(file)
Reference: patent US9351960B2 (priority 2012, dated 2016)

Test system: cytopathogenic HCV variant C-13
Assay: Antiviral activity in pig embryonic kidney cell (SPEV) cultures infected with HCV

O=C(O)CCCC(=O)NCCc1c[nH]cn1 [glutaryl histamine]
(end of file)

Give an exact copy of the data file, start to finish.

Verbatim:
Reference: patent US9351960B2 (priority 2012, dated 2016)

Test system: cytopathogenic HCV variant C-13
Assay: Antiviral activity in pig embryonic kidney cell (SPEV) cultures infected with HCV

O=C(O)CCCC(=O)NCCc1c[nH]cn1 [glutaryl histamine]